An excited fluorine atom has two ways of returning to the ground state: by emitting a photon (radiative emission) or by emitting an electron (auto ionization). It has been found that the radiative lifetime for an excited fluorine atom in the excited state [2p4 (1 So)3s 2 S1/2 ] is of the order of 10-9 seconds and that the mean life for auto ionization is of the order of 3×10-10 seconds. When population inversion has been achieved, the triggering for lasing action can occur by spontaneous emission or by an external source of one of these six wavelengths. As long as the gas mixture is flowing through the discharge tube and the microwave discharge is applied, the output beam 27 will contain coherent radiation at 680.7 Å, 682.6 Å, 3592.7 Å, 3574.1 Å, 6089.2 Å, and 6046.8 Å.
In order to obtain greater power output at the visible and UV wavelengths, discharge tube 12 is operated as an optical resonator cavity in FIG. 3 with the addition of mirrors 31 and 32. Mirrors 31 and 32 are adjusted to sustain oscillations at one or more of the wavelengths: 6089.2 Å, 6046.8 Å, 3592.7 Å, and 3574.1 Å.
FIG. 4 is a schematic diagram of a laser system in an amplifier configuration. In this configuration, a light source 30 is provided to stimulate radiation at one or more of the six wavelengths. The rest of the system is the same as that of FIG. 3 (like numbers corresponding to like parts) except that discharge tube 12 is not operated as an optical resonator.
Various light sources may be used. In the visible and near UV light range, many sources are available such as high pressure mercury or xenon arc lamps. For the VUV range more exotic sources are required. Although not an efficient source of VUV radiation, the Hopfield helium continuum could be used. Perhaps the most efficient source of radiation at the six wavelengths of the present invention would be a fluorine discharge. For this light source dilute fluorine would be flowed into a discharge tube. Only an electric discharge sufficient to provide light at the requisite wavelengths but not to sustain population inversion would be required.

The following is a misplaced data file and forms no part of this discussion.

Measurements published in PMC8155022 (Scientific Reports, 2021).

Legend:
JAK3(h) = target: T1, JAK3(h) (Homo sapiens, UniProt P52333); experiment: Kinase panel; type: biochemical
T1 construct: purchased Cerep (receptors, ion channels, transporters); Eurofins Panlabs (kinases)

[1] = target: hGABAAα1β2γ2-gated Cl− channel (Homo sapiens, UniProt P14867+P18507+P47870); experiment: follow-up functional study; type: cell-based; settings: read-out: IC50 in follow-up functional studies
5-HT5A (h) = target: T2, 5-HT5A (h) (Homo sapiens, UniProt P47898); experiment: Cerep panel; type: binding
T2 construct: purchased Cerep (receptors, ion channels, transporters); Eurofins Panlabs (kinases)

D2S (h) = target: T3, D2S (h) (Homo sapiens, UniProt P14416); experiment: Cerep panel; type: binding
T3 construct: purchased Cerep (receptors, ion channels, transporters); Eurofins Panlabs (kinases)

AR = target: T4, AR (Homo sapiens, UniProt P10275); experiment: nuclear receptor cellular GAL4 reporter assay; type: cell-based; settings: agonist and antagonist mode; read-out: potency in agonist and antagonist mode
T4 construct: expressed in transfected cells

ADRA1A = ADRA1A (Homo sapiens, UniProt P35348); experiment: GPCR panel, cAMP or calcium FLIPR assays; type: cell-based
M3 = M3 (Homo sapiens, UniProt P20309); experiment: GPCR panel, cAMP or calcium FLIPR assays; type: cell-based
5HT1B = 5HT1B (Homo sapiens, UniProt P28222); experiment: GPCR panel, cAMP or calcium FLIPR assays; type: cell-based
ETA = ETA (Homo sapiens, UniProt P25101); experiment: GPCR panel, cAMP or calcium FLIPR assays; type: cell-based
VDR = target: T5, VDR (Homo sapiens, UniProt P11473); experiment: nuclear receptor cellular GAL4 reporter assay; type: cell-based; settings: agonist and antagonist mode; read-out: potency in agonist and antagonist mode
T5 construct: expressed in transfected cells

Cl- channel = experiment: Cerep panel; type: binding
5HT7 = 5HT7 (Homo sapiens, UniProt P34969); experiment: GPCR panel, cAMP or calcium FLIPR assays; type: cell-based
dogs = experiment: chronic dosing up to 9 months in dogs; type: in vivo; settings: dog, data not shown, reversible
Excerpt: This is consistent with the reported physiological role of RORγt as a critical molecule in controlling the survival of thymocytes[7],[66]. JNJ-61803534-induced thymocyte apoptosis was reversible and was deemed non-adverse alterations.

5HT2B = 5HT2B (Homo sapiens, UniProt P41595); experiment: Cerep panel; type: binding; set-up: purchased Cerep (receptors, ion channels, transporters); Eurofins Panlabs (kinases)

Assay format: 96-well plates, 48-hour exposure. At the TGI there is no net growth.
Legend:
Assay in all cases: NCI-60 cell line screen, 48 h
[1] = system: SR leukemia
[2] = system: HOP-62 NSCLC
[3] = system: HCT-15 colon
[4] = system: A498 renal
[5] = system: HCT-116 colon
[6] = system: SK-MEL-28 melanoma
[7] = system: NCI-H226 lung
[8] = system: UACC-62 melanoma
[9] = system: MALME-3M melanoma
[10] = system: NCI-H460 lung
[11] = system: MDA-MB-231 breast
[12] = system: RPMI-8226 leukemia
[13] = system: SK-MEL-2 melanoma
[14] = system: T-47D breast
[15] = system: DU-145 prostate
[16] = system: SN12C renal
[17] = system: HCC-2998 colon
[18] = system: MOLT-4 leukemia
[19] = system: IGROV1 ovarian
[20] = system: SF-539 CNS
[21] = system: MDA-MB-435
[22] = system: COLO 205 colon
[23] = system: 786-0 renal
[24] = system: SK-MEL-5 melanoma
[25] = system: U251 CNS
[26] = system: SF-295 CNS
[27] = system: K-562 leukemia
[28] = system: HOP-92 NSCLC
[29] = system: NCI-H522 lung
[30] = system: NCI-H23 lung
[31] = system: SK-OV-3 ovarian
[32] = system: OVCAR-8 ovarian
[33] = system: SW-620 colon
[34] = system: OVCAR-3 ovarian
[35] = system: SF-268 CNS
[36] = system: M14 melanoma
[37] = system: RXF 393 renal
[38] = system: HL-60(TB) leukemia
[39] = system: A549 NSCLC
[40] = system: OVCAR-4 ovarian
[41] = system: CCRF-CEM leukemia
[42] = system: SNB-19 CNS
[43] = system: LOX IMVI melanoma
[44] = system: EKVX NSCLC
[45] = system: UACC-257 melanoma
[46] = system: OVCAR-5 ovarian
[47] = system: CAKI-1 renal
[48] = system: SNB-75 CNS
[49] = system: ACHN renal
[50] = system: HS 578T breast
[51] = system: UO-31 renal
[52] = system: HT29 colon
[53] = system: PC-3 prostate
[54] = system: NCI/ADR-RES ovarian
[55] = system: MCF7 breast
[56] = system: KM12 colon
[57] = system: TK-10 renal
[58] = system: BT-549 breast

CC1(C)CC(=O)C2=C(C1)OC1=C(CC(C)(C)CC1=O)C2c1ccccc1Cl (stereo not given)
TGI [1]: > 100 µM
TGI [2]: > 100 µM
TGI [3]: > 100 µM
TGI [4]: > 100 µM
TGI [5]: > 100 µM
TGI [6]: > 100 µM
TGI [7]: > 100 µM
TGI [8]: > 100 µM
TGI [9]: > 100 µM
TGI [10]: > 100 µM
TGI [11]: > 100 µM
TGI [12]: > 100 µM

Clearly, the amplifier arrangement of FIG. 4 could be modified to include mirrors to resonate the UV and visible wavelengths. Also, it should be understood that numerous modifications can be made to the above-described embodiments without departing from the scope of this invention.
|Cited Patent||Filing date||Publication date||Applicant||Title|
|US3959741 *||Jun 9, 1975||May 25, 1976||United Technologies Corporation||Interhalogen based combustion-driven laser which provides continuous wave output lasing from dual species|
|US3982208 *||Jun 30, 1975||Sep 21, 1976||Aerodyne Research Incorporated||CW shock initiated HF/DF laser|
|US3987372 *||Sep 30, 1974||Oct 19, 1976||The United States Of America As Represented By The Secretary Of The Army||Chemical laser from radiative decomposition of chemicals|
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|Citing Patent||Filing date||Publication date||Applicant||Title|
|US5029173 *||Mar 19, 1990||Jul 2, 1991||Seguin Herb J J||Laser system with multiple radial discharge channels|
|US5090020 *||Oct 31, 1990||Feb 18, 1992||British Aerospace Public Limited Company||Apparatus for controlling the composition of a laser gas or gas mixture|
|US6331994 *||Jul 16, 1997||Dec 18, 2001||Canon Kabushiki Kaisha||Excimer laser oscillation apparatus and method, excimer laser exposure apparatus, and laser tube|
|US6804285||Oct 25, 1999||Oct 12, 2004||Canon Kabushiki Kaisha||Gas supply path structure for a gas laser|
|U.S. Classification||372/5, 372/23, 372/70, 372/89, 372/82, 372/34, 372/55|
|Dec 19, 1984||AS||Assignment|
Owner name: UNITED STATES OF AMERICA AS REPRESENTED BY THE UNI
Free format text: ASSIGNMENT OF ASSIGNORS INTEREST.;ASSIGNORS:BERKOWITZ, JOSEPH;RUSCIC, BRANKO M.;GREENE, JOHN P.;REEL/FRAME:004342/0198;SIGNING DATES FROM 19840627 TO 19840702
|Jan 30, 1990||FPAY||Fee payment|
Year of fee payment: 4
|Mar 22, 1994||REMI||Maintenance fee reminder mailed|
|Aug 14, 1994||LAPS||Lapse for failure to pay maintenance fees|
|Oct 25, 1994||FP||Expired due to failure to pay maintenance fee|
Effective date: 19940817